Amazing Grace: My Story (Part 3)

Struggling with depression or looking for some inspiration? Read my depression story where I reflect on childhood trauma, self-destruction, and healing.

Part 1: Falling

Part 2: Clouds Lifting

Part 3: Changing Paths

Three days after Hurricane Charley we boarded up our mangled house and drove to St. Louis so I could begin law school.

After a year-and-a-half of single-mindedly focusing on getting myself there, I was so excited to start I could hardly stand it. So  I was stunned to realize, just a few months into it, that I hated law school. With a passion.

I despised everything about it:  the intensity, the subject matter, the cut-throatedness of the people around me, the fact that every book cost $150, the Socratic method of teaching….all of it. It was nothing like I had expected–certainly nothing like my favorite movie, Legally Blonde–and I found it not even remotely interesting.

As the months trudged on I found myself more and more miserable, and felt more and more stuck. I dreaded getting up in the morning, could barely force myself to study or pay attention in class, found myself counting the minutes until I would graduate. 2,484,000 minutes is a lot of minutes.

But I didn’t realize how much it was affecting me, how much it had changed me, until one Sunday, about three-quarters of the way through my first year, Chuck and I went for a walk in Lafayette Park.

As we walked, I talked about how much I hated school and how unhappy I was. He mostly just listened to me complain, without having much to say in return. Then suddenly he stopped dead in his tracks. He grabbed my shoulders, turned me towards him, looked me straight in the eye and said something that would change my life. He said:

“You know you don’t have to finish this, right? It’s okay to quit if you hate it.”

It was, perhaps, the biggest “aha” moment I have ever had.

Until that very second it had never even occurred to me that I could quit. I had worked so hard to get there. I had quit my job, not to mention been the cause of him quitting his, moved us all the way across the country, and taken out massive student loans to pay for it. How could I stop? In my mind, it was impossible. I would’ve carried on to the bitter end, probably until I had made myself crazy again.

Because if I quit, who would I be? And how would Chuck ever forgive me?

But there he was, telling me it was okay. That he wouldn’t be mad at me for uprooting his life. That he wouldn’t stop loving me no matter what.

The next morning I went to the Dean of Students and told her I was withdrawing. She said, “Normally I would try to talk you out of it, but this is the first time I’ve seen you look happy all semester. You’re doing the right thing.”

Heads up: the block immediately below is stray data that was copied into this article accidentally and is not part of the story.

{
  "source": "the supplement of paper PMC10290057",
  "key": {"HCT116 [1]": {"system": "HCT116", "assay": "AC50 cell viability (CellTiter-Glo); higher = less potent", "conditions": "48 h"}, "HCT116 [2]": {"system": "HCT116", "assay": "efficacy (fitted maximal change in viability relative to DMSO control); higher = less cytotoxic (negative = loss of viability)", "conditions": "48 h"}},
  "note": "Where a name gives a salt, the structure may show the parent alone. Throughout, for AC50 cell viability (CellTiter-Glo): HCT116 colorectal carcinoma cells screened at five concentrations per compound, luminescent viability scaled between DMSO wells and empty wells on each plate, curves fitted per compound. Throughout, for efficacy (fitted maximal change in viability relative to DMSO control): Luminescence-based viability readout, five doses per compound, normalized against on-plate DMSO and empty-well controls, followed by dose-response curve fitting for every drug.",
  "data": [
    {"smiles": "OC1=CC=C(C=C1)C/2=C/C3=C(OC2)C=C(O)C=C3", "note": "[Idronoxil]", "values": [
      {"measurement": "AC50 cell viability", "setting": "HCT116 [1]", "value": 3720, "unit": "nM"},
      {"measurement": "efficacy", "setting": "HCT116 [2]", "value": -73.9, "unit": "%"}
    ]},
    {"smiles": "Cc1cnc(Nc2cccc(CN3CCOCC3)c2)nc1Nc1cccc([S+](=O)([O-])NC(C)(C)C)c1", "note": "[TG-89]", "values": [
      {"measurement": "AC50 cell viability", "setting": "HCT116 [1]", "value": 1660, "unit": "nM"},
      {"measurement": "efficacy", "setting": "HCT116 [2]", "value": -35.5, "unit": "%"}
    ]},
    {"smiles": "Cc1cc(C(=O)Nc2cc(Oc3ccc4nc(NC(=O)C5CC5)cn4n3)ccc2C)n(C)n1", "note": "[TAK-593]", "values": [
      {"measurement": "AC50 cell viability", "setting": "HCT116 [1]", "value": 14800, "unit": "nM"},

It was an expensive but invaluable lesson, one that I have never forgotten:

If you don’t like how things are going, get off the path.

The next few years were a whirlwind of different paths for us, as we tried to find our way. We alternated working and moving and having babies and moving again. And again. And again.

Our new path first brought us back to Florida. We spent a year repairing the damage from Hurricane Charley. We got married in our backyard, and had our first child, a gorgeous, perfect, healthy baby girl named Maggie, then packed up a few things and headed back to Washington State.

We spent three years in the Seattle area. Chuck worked for a while and I stayed home. Then we switched roles and he played Mr. Mom while I worked full time, then switched back again when we decided that wasn’t working.

We made a lot of changes in that time, always looking for that thing, that place, that job that would fulfill us. It wasn’t that we were unhappy–we were financially secure, always had plenty of friends wherever we went, and no shortage of nice things or fun activities to fill our time.

In 2009 we added another beautiful little girl, Annie, to our family, rounding our number to 4. We had everything I thought I had ever wanted, and from all outside appearances, our life seemed perfect.

But something was still missing. I hadn’t yet found the right path.

{Read Part 4: But For Grace}

Don’t miss the complete series here:


Remaining Struggling with depression or looking for some inspiration? Read my depression story where I reflect on childhood trauma, self-destruction, and healing.

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  1. Your writing is beautiful. You ought to think about writing a book. I look forward to coming home from work and finding your story to read. Thank you for sharing your story with us.

  2. Your honesty about your life is very inspiring. I know it takes more courage to speak the truth than to live a lie. It is freedom from the past and a bright future ahead. I believe that.